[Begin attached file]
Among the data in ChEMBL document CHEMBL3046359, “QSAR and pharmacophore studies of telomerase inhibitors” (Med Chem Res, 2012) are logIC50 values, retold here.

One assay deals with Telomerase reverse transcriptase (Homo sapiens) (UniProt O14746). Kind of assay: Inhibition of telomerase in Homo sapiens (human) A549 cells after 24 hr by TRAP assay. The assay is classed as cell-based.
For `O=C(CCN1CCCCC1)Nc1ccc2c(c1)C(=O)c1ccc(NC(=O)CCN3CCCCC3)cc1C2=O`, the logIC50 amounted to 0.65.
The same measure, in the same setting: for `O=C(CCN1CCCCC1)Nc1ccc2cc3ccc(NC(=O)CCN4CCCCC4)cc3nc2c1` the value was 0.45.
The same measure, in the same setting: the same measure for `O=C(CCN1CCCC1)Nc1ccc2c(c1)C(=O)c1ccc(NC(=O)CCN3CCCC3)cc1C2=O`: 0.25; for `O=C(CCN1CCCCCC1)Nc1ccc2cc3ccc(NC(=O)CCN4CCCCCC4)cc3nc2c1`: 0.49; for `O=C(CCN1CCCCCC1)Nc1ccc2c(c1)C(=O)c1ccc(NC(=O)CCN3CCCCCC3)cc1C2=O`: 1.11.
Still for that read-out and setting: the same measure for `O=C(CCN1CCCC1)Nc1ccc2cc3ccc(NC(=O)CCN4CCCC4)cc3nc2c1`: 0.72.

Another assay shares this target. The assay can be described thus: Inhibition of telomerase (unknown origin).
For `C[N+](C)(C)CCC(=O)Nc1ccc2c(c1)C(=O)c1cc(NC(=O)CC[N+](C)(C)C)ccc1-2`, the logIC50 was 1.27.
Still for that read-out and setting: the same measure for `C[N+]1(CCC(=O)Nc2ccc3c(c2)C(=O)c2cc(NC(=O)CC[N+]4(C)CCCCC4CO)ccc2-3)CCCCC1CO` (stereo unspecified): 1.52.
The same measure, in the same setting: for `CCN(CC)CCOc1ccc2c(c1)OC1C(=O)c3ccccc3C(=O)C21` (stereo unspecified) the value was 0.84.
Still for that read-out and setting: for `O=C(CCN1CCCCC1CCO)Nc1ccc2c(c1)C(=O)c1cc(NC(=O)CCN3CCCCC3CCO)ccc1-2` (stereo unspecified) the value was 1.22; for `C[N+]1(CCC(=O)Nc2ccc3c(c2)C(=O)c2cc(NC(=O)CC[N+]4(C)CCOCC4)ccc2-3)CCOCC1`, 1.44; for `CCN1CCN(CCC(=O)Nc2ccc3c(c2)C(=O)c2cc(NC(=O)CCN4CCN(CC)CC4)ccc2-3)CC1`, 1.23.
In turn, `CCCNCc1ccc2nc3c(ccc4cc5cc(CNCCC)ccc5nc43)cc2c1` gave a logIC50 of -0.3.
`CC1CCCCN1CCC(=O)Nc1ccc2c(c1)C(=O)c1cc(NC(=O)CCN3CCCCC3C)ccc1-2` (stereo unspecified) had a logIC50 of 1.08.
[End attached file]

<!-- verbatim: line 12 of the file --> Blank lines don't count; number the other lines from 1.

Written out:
In turn, `CCCNCc1ccc2nc3c(ccc4cc5cc(CNCCC)ccc5nc43)cc2c1` gave a logIC50 of -0.3.